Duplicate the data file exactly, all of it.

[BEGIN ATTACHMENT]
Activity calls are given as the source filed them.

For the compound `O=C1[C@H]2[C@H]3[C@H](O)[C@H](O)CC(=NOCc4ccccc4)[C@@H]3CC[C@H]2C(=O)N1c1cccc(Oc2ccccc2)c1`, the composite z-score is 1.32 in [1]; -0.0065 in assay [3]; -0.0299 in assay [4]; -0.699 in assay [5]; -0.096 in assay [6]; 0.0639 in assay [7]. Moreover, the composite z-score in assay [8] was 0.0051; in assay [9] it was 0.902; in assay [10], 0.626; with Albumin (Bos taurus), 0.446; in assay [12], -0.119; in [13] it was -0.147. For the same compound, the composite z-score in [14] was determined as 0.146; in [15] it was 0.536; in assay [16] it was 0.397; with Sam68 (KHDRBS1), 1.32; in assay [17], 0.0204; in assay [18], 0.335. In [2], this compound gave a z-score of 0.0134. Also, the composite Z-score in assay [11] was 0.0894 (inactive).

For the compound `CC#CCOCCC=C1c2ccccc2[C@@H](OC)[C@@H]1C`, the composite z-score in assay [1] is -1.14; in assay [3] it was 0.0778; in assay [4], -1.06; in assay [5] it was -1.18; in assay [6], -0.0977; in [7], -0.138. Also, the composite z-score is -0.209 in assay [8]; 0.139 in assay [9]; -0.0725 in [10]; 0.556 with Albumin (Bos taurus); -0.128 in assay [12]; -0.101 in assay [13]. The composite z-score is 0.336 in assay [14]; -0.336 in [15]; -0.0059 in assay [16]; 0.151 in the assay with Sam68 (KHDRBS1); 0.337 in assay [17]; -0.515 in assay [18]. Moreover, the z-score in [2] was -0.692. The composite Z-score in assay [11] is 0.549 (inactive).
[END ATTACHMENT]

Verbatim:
Activity calls are given as the source filed them.

For the compound `O=C1[C@H]2[C@H]3[C@H](O)[C@H](O)CC(=NOCc4ccccc4)[C@@H]3CC[C@H]2C(=O)N1c1cccc(Oc2ccccc2)c1`, the composite z-score is 1.32 in [1]; -0.0065 in assay [3]; -0.0299 in assay [4]; -0.699 in assay [5]; -0.096 in assay [6]; 0.0639 in assay [7]. Moreover, the composite z-score in assay [8] was 0.0051; in assay [9] it was 0.902; in assay [10], 0.626; with Albumin (Bos taurus), 0.446; in assay [12], -0.119; in [13] it was -0.147. For the same compound, the composite z-score in [14] was determined as 0.146; in [15] it was 0.536; in assay [16] it was 0.397; with Sam68 (KHDRBS1), 1.32; in assay [17], 0.0204; in assay [18], 0.335. In [2], this compound gave a z-score of 0.0134. Also, the composite Z-score in assay [11] was 0.0894 (inactive).

For the compound `CC#CCOCCC=C1c2ccccc2[C@@H](OC)[C@@H]1C`, the composite z-score in assay [1] is -1.14; in assay [3] it was 0.0778; in assay [4], -1.06; in assay [5] it was -1.18; in assay [6], -0.0977; in [7], -0.138. Also, the composite z-score is -0.209 in assay [8]; 0.139 in assay [9]; -0.0725 in [10]; 0.556 with Albumin (Bos taurus); -0.128 in assay [12]; -0.101 in assay [13]. The composite z-score is 0.336 in assay [14]; -0.336 in [15]; -0.0059 in assay [16]; 0.151 in the assay with Sam68 (KHDRBS1); 0.337 in assay [17]; -0.515 in assay [18]. Moreover, the z-score in [2] was -0.692. The composite Z-score in assay [11] is 0.549 (inactive).